Use of mineral oil, lubricant, olive oil, Johnson & Johnson, Betadine, or Hibaclens is surprisingly common in many hospitals, often with the excuse of ‘cleaning’ or ‘lubricating’ the woman externally or internally.
Medical care providers use a variety of the following reasons for using a soap or lubricant during labor, including:
- As a lubricant to aid baby’s journey down the birth canal.
- As a way of keeping the area clean during labor.
During birth, the baby is surrounded by amniotic fluid, mucus and blood. Approaching birth, estrogen levels also rise, increasing the amount of secretions a woman experiences. Unfortunately, in a managed birth where the spontaneous labor process is being inhibited, stopping the usual release of hormones, lubrication may be an option a medical professional considers.
A Cochrane Collaboration review of 8 randomised trials relating to Perineal techniques during the second stage of labour for reducing perineal trauma released in 2012 found that there was no significant evidence that massage, lubrication and other interventions significantly lowered the rate of episiotomies or tearing. However, hot compresses were found to reduce the risk of perineal trauma.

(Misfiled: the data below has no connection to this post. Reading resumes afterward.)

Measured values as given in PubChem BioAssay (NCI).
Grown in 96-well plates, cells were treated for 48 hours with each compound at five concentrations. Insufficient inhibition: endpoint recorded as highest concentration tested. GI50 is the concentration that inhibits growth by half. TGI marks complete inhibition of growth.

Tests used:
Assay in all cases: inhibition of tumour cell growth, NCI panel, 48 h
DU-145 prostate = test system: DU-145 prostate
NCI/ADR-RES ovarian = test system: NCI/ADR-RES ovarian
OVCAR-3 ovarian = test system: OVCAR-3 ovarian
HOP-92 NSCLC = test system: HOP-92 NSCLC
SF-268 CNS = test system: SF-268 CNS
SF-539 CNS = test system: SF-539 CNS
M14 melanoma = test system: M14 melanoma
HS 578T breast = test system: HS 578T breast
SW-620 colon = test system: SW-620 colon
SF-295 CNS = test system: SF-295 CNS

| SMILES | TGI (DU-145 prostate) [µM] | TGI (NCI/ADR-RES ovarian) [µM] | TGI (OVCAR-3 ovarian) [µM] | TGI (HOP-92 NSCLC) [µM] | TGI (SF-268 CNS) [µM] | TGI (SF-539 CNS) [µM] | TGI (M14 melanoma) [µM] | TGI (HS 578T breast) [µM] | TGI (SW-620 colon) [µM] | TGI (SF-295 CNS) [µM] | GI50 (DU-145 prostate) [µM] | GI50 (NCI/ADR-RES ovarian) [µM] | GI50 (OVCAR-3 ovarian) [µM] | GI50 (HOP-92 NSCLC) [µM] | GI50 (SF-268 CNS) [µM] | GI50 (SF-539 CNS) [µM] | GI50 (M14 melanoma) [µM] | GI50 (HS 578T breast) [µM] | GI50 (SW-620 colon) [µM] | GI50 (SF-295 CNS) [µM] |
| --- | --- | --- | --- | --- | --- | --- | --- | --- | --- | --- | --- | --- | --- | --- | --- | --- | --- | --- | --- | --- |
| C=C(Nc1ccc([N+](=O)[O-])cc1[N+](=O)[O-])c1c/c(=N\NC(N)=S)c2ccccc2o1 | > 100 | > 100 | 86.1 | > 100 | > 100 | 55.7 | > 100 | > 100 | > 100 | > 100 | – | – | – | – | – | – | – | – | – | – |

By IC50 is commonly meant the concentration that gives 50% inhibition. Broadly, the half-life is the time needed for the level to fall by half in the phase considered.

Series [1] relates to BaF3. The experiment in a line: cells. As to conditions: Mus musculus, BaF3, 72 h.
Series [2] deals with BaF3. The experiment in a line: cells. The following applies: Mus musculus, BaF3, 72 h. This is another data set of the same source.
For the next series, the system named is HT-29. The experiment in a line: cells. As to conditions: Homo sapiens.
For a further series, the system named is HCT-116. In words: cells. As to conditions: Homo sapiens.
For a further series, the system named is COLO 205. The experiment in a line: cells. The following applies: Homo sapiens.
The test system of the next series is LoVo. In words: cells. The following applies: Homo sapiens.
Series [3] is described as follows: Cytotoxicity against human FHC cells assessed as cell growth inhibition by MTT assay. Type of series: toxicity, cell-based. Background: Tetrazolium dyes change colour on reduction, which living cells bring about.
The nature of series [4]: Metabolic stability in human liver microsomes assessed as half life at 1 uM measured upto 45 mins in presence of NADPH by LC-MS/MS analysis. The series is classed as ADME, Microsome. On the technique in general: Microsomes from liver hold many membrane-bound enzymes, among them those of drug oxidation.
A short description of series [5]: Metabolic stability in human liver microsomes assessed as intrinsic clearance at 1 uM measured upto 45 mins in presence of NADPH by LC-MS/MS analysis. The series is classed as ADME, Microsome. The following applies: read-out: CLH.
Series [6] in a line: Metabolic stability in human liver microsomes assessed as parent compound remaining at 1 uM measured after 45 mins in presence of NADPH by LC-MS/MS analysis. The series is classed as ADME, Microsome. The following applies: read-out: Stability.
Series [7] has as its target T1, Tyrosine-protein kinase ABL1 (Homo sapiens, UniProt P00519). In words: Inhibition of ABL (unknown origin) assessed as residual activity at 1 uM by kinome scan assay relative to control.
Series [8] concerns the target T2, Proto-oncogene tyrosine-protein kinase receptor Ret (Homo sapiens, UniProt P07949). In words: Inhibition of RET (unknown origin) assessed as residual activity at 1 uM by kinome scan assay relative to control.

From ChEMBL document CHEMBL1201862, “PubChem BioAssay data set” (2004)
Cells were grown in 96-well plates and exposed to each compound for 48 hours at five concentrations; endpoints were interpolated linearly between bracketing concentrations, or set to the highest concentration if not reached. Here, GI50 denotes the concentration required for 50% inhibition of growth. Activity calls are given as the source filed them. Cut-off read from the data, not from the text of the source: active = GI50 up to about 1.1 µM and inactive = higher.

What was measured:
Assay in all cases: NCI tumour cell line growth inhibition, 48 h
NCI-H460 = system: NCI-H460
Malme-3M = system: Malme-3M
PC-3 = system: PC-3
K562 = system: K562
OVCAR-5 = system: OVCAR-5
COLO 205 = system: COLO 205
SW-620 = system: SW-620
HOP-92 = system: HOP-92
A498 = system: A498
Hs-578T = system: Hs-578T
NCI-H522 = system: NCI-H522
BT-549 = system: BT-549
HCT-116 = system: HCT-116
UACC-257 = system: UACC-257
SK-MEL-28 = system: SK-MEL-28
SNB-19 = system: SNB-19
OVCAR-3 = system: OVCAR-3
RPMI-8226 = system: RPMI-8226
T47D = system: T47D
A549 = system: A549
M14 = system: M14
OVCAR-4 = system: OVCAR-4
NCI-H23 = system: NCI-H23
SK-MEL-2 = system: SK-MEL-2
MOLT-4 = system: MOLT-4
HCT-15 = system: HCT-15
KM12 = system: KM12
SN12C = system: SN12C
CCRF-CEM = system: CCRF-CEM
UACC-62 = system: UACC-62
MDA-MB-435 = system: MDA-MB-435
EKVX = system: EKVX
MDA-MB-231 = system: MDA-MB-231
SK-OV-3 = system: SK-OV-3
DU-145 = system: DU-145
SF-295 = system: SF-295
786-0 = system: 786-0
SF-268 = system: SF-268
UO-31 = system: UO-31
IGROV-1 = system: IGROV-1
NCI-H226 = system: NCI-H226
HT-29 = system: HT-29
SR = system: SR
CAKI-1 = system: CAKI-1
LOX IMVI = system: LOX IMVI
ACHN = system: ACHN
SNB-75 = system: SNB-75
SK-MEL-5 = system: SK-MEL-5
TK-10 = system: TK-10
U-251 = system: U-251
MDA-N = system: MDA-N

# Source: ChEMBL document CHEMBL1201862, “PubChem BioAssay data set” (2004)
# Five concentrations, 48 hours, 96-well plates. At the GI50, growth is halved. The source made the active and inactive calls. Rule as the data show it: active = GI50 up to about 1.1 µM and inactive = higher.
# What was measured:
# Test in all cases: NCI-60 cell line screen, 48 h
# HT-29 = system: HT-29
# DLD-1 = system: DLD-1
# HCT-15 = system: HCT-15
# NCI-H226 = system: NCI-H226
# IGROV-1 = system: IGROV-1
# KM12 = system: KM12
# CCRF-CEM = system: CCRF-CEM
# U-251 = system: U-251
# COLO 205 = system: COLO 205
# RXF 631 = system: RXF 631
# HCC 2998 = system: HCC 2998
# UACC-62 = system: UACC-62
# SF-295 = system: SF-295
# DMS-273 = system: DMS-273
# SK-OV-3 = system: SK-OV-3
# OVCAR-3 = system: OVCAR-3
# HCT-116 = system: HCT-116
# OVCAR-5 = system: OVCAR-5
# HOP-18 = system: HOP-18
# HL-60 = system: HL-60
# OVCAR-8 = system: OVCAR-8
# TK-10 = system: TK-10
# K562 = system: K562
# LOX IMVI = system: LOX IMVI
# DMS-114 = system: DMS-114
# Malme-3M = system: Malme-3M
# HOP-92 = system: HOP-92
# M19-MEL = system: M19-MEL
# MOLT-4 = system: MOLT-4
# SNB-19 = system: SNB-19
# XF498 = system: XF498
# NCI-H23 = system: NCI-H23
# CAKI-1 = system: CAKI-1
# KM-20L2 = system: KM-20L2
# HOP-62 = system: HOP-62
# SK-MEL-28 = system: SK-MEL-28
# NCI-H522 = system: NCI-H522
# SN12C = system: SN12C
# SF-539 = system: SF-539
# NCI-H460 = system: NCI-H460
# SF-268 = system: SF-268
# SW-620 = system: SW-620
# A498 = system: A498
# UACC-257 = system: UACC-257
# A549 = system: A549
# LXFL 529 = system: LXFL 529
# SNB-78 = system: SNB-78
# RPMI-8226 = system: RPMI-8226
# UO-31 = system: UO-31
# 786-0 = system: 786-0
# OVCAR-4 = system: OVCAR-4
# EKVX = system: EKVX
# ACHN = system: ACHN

So what are the reasons not to use soap or lubricant during labor? They may include:
- They may cause yeast infections.
- They can get in baby’s eyes.
- They can be aspirated by baby.
- They may remove vernix (antibacterial coating) from baby’s skin.
- Medical cleaning recommendations say that that genitals should be cleaned with water, not soap.
- Many of them are designed for external use only, or are advised to be not for use on the genitals.
As with many things during the birthing process, there is not always a clear reason why it’s done. It may be just one of many old customs brought over from older medical practices, with or without good reason.